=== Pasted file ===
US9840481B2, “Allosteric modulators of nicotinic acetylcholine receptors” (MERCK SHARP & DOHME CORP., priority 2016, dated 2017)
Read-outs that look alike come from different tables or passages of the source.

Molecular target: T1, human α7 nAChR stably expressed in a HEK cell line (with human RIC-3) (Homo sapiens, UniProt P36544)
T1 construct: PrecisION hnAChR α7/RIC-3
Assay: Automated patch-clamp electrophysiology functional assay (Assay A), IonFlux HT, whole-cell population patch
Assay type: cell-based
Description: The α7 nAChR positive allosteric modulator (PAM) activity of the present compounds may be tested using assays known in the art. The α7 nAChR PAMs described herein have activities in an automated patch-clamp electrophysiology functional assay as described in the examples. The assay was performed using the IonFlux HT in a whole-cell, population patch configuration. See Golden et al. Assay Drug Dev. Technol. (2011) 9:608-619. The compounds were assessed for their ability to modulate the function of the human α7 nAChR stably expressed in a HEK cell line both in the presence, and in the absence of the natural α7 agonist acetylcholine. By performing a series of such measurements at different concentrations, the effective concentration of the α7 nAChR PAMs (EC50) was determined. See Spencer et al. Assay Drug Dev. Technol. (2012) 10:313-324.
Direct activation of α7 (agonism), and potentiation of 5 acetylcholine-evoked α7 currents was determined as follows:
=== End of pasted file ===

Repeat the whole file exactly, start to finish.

US9840481B2, “Allosteric modulators of nicotinic acetylcholine receptors” (MERCK SHARP & DOHME CORP., priority 2016, dated 2017)
Read-outs that look alike come from different tables or passages of the source.

Molecular target: T1, human α7 nAChR stably expressed in a HEK cell line (with human RIC-3) (Homo sapiens, UniProt P36544)
T1 construct: PrecisION hnAChR α7/RIC-3
Assay: Automated patch-clamp electrophysiology functional assay (Assay A), IonFlux HT, whole-cell population patch
Assay type: cell-based
Description: The α7 nAChR positive allosteric modulator (PAM) activity of the present compounds may be tested using assays known in the art. The α7 nAChR PAMs described herein have activities in an automated patch-clamp electrophysiology functional assay as described in the examples. The assay was performed using the IonFlux HT in a whole-cell, population patch configuration. See Golden et al. Assay Drug Dev. Technol. (2011) 9:608-619. The compounds were assessed for their ability to modulate the function of the human α7 nAChR stably expressed in a HEK cell line both in the presence, and in the absence of the natural α7 agonist acetylcholine. By performing a series of such measurements at different concentrations, the effective concentration of the α7 nAChR PAMs (EC50) was determined. See Spencer et al. Assay Drug Dev. Technol. (2012) 10:313-324.
Direct activation of α7 (agonism), and potentiation of 5 acetylcholine-evoked α7 currents was determined as follows: